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Fiction And Autobiography Collide In 'The Minor Outsider'

One/ Pushkin

"There is a Russian-roulette effect to the storytelling that will keep readers turning the page ... impressive, focusing on life's contradictions and absurdities." -- Irish Times

The following are highlights from the conversation with Ted McDermott. For the full conversation, click the audio link above or subscribe to our podcast.

Sarah Aronson: Do you think there’s a way writers mask their authenticity with their words?

Ted McDermott: Well, I think that there’s a lot of fiction out there that is just not autobiographical in any way, and I think that’s great, but for me, I’m more interested in writing that is fiction and that connects to reality in ways that are both direct and really fraught and messy. I just am kind of drawn to that. So I guess I would say that writers don’t really hide behind their words so much as that they use language to turn life into something that is manipulable and examinable and something that they can hold in their hands ...  

How long did it take for you to write the book?

I wrote the book kind of gradually as a series of short stories. I wrote it because I had recently finished this writing program at the University of Montana and I had another book that I had written that I tried to get published and had kind of a bad experience with that, anyway, it took me probably three years to write it. I didn’t know I was writing it for most of that. I just started writing short stories that were semi-autobiographical and they started to kind of come together in a strange way. So then I put them together.

What was it like to find a publisher?

It was a very strange and coincidental experience. The book was excerpted in Vice magazine, which came about somewhat strangely too. But then I thought that would help me find somebody to publish the book and I sent it around to a bunch of agents and did all that stuff and nobody wanted it. Nobody was interested in it. Then about a year later—I have, like everyone, a LinkedIn profile that I don’t use, but that just exists in the internet and one day I got a notification from them that said this editor in England looked at your LinkedIn profile. I was just desperate enough to write to that editor a funny and self-deprecating email that said “I’m sure I seem desperate because I probably am, but I hope that maybe you saw this excerpt in Vice magazine and you’re interested and that’s why you looked at my profile.” And she wrote back and said, “I have no idea who you are, I don’t remember even clicking on your profile, but I just read your excerpt and it’s great, so send me the rest of your book.” And then they decided to buy it and publish it. Then it came out in England, which was weird.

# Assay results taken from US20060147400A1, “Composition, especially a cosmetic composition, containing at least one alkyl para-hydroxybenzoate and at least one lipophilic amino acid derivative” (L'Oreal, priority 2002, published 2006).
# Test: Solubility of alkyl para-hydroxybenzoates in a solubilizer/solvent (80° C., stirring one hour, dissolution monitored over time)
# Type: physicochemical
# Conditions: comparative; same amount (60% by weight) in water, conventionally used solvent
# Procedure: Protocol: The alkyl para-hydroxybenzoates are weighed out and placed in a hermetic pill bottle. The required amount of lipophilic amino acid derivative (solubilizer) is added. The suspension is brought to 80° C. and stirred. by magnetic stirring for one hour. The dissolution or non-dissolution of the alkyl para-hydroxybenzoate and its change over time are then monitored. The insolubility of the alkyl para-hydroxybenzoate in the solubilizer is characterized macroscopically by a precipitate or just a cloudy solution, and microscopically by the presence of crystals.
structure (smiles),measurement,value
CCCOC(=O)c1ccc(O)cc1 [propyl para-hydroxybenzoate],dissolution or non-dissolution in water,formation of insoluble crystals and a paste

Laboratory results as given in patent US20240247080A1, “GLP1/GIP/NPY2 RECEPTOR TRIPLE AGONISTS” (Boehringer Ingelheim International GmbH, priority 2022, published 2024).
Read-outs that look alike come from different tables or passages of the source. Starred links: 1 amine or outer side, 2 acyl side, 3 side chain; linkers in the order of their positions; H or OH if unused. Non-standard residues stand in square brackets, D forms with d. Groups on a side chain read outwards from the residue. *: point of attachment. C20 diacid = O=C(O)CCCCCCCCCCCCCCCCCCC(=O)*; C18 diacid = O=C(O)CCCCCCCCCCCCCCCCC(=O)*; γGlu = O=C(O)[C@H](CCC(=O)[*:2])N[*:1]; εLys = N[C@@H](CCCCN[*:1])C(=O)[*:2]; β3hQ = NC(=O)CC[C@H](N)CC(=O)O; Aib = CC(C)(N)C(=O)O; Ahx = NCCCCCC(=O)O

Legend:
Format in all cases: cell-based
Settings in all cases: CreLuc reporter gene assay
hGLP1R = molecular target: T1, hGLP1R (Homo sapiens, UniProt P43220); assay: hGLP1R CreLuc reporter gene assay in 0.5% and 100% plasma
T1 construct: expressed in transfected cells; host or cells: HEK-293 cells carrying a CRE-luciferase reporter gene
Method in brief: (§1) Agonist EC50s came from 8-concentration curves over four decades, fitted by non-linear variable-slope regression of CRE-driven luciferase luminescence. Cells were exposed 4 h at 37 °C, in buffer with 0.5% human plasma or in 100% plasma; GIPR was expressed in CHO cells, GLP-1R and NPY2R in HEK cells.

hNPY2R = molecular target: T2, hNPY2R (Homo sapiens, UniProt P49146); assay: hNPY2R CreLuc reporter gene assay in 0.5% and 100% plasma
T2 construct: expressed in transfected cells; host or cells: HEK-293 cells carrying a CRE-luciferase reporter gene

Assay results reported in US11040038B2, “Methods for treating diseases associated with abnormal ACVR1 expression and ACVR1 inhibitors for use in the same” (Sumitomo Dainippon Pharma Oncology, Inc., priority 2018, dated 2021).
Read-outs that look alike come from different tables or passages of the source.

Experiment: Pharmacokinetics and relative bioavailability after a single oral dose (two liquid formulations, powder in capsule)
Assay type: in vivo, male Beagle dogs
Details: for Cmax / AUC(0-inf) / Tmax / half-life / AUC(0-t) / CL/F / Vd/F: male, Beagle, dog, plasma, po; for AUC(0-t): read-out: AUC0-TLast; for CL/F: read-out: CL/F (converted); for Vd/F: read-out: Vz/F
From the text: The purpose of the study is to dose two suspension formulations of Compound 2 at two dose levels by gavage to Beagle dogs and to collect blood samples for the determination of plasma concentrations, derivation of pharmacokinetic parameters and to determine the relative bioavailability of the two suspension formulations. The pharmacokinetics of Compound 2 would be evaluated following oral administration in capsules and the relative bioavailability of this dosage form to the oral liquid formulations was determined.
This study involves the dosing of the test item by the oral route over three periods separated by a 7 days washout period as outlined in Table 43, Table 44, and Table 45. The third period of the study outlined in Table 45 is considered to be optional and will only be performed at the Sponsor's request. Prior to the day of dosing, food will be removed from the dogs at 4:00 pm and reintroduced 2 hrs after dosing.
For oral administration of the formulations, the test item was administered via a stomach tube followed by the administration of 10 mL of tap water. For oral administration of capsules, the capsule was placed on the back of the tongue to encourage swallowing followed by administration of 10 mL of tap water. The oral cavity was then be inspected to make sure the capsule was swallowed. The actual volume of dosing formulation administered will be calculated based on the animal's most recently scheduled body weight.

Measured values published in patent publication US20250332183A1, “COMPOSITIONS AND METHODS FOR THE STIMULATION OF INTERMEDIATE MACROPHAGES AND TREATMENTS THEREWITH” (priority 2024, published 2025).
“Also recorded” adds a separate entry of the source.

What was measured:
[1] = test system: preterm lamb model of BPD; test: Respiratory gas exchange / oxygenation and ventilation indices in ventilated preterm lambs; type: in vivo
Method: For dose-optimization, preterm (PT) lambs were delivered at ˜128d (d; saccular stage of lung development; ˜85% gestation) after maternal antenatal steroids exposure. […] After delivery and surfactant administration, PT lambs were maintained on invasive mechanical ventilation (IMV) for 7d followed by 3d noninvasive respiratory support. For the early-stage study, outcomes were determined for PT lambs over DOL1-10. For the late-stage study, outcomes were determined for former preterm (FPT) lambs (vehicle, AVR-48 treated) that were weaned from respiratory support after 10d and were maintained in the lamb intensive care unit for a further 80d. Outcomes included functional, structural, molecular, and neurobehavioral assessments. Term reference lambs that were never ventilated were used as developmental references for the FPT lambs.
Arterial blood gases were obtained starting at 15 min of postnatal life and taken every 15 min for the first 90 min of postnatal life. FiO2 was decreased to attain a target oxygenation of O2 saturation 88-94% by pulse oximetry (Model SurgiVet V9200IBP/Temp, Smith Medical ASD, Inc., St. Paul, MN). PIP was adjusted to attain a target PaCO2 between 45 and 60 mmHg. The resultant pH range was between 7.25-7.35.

Right! That’s what I want to know. What’s it like to have the book come out in the United Kingdom and not America first?

Well, yeah, I’ve never even set foot in the United Kingdom so it’s kind of like it came out on the moon. It didn’t feel real in a lot of ways. It was great and I feel extremely fortunate that this book got published at all, and it got some nice reviews and things like that, but I never had that experience of walking in a bookstore and seeing it. A lot of my friends were not able to buy it. Now that it’s coming out in the US . . .  really the best part is just that people I know or like or have been friends with can read it and talk to me about it.

About the Book:

Ed and Taylor, both aspiring young writers, fall in love during a summer of aimless drinking and partying in their university town of Missoula, Montana. Lonely and looking for love, they connect despite their profound differences: Ed is brooding, ambitious and self-destructive, living in denial of a mysterious tumour spreading from his limbs to his brain. Beautiful Taylor is positive, full of hope and emotional generosity, but like everyone, she has her limits. Their difficult relationship is intense, exciting yet doomed from the start, complicated further when Taylor falls pregnant. As Ed resists the harmony she brings to his life, Taylor's need to protect herself and their child also grows, until a dramatic finale.

Ted McDermott's stark book speaks truthfully and with a touch of dark humor for and to today's generation of young people trying to find hope in what feels to many like an existential void. The Minor Outsider will be read as the young literary voice of our dark times.

Credit Michelle Gustafson
Ted McDermott

About the Author:

Ted McDermott was born in Delaware in 1982, grew up in South Carolina. He has worked as a cook, a mover, a baker, a college instructor, an encyclopedist and a reporter for an alternative weekly. His fiction and non-fiction have appeared in VICE, BelieverPortland ReviewMinus Times and elsewhere. In 2009, he was nominated for The Essay Prize. The Minor Outsider is his first novel.  

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